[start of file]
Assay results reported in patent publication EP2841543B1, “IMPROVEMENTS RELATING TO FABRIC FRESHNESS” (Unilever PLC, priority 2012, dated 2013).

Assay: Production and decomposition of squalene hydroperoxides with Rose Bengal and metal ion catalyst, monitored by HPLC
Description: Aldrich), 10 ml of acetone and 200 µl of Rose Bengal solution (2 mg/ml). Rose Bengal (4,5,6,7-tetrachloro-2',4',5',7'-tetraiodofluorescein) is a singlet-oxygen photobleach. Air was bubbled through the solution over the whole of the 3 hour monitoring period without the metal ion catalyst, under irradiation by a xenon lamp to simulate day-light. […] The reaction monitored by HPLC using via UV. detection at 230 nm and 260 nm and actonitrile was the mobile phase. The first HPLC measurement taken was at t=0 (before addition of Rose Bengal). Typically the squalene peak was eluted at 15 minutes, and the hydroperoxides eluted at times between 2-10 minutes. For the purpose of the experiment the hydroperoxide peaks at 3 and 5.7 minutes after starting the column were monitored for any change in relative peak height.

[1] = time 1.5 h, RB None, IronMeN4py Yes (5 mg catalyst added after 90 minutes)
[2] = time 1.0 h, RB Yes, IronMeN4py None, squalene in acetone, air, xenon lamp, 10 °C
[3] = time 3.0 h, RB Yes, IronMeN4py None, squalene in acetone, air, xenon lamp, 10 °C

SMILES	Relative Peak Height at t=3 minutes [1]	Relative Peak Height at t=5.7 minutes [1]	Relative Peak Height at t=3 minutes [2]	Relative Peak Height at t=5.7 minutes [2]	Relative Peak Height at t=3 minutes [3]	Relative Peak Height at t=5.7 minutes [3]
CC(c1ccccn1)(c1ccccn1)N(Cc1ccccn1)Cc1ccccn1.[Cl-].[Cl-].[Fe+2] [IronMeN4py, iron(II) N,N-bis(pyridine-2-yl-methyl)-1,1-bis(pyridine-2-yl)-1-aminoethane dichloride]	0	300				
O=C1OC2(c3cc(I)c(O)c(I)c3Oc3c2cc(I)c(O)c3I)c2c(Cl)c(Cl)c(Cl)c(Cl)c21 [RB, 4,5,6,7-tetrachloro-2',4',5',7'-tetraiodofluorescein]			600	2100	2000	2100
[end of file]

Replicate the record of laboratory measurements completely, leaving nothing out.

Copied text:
Assay results reported in patent publication EP2841543B1, “IMPROVEMENTS RELATING TO FABRIC FRESHNESS” (Unilever PLC, priority 2012, dated 2013).

Assay: Production and decomposition of squalene hydroperoxides with Rose Bengal and metal ion catalyst, monitored by HPLC
Description: Aldrich), 10 ml of acetone and 200 µl of Rose Bengal solution (2 mg/ml). Rose Bengal (4,5,6,7-tetrachloro-2',4',5',7'-tetraiodofluorescein) is a singlet-oxygen photobleach. Air was bubbled through the solution over the whole of the 3 hour monitoring period without the metal ion catalyst, under irradiation by a xenon lamp to simulate day-light. […] The reaction monitored by HPLC using via UV. detection at 230 nm and 260 nm and actonitrile was the mobile phase. The first HPLC measurement taken was at t=0 (before addition of Rose Bengal). Typically the squalene peak was eluted at 15 minutes, and the hydroperoxides eluted at times between 2-10 minutes. For the purpose of the experiment the hydroperoxide peaks at 3 and 5.7 minutes after starting the column were monitored for any change in relative peak height.

[1] = time 1.5 h, RB None, IronMeN4py Yes (5 mg catalyst added after 90 minutes)
[2] = time 1.0 h, RB Yes, IronMeN4py None, squalene in acetone, air, xenon lamp, 10 °C
[3] = time 3.0 h, RB Yes, IronMeN4py None, squalene in acetone, air, xenon lamp, 10 °C

SMILES	Relative Peak Height at t=3 minutes [1]	Relative Peak Height at t=5.7 minutes [1]	Relative Peak Height at t=3 minutes [2]	Relative Peak Height at t=5.7 minutes [2]	Relative Peak Height at t=3 minutes [3]	Relative Peak Height at t=5.7 minutes [3]
CC(c1ccccn1)(c1ccccn1)N(Cc1ccccn1)Cc1ccccn1.[Cl-].[Cl-].[Fe+2] [IronMeN4py, iron(II) N,N-bis(pyridine-2-yl-methyl)-1,1-bis(pyridine-2-yl)-1-aminoethane dichloride]	0	300				
O=C1OC2(c3cc(I)c(O)c(I)c3Oc3c2cc(I)c(O)c3I)c2c(Cl)c(Cl)c(Cl)c(Cl)c21 [RB, 4,5,6,7-tetrachloro-2',4',5',7'-tetraiodofluorescein]			600	2100	2000	2100